Pentagon numbers obtained Monday by The Associated Press show U.S. military suicides hit a record number of 349 last year, which far exceeded American combat deaths in Afghanistan. Some experts are predicting the dark trend will grow worse in the coming year.
After more than a decade of combat in Afghanistan and Iraq, the strains on military personnel are coming at the ultimate price. There are simply not enough resources to go around for all who need them. There currently is no hard knowledge of why so many active personnel take their own lives.
In 2006 military suicides began to increase, as the two wars dragged on. The Army has suffered the highest number of suicides last year with 182, followed by the Navy with 60, the Air Force with 59 and the Marines with 48. While suicide prevention has become a priority of the Pentagon the problem persists.
David Rudd, a military suicide researcher and dean of the College of Social and Behavioral Sciences at the University of Utah, said he sees two main categories of troops who are committing suicide at an accelerating pace: Iraq and Afghanistan war veterans suffering from depression, post-traumatic stress or substance abuse, and those who have not gone to war but face troubled personal relationships, money problems or legal woes.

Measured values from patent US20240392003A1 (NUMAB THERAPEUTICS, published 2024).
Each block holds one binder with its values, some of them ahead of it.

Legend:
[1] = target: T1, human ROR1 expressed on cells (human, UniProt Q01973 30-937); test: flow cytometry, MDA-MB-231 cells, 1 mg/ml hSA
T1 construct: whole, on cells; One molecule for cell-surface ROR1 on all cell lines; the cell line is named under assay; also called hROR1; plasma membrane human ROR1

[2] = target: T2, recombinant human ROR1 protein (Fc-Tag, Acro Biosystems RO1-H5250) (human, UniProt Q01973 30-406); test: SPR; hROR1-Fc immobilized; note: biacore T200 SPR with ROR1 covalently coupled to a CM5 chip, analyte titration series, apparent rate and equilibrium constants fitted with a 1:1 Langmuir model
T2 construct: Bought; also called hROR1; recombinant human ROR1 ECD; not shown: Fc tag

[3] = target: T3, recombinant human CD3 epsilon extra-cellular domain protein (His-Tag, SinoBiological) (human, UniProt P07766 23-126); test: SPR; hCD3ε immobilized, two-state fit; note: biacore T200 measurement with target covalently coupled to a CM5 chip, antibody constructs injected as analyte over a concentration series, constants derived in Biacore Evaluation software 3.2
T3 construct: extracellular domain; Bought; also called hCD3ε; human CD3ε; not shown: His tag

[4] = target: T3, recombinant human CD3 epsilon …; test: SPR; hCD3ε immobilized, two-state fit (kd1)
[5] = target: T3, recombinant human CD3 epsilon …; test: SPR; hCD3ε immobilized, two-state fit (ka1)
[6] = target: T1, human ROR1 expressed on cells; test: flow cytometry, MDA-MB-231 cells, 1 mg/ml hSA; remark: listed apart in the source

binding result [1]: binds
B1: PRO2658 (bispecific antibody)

The military suicide rate remains below that of non-military member which for males aged 17-60 was 25 per 100,000 in 2010, compared to the military's rate in 2012 of 17.5 per 100,000.
"One of the things we learned during our careers," they wrote in The Washington Post last month, "is that stress, guns and alcohol constitute a dangerous mixture. In the wrong proportions, they tend to blow out the lamp of the mind and cause irrational acts," commented retired Army generals Peter W. Chiarelli and Dennis J. Reimer.
Army Specialist, Christopher Nguyen, 29, killed himself last August at his residence. His sister Shawna Nguyen, commented "He was practically begging for help and nothing was done," she said in an interview.
Nguyen has served three deployments and according to his sister had been diagnosed with an ‘adjustment disorder’ which is a problem of coping with the return home and to ‘normal’ life.
The Veterans Crisis Line is available for Veterans and their families who need help. The toll-free number is 1-800-273-8255. Confidential support 24 hours a day, 7 days a week.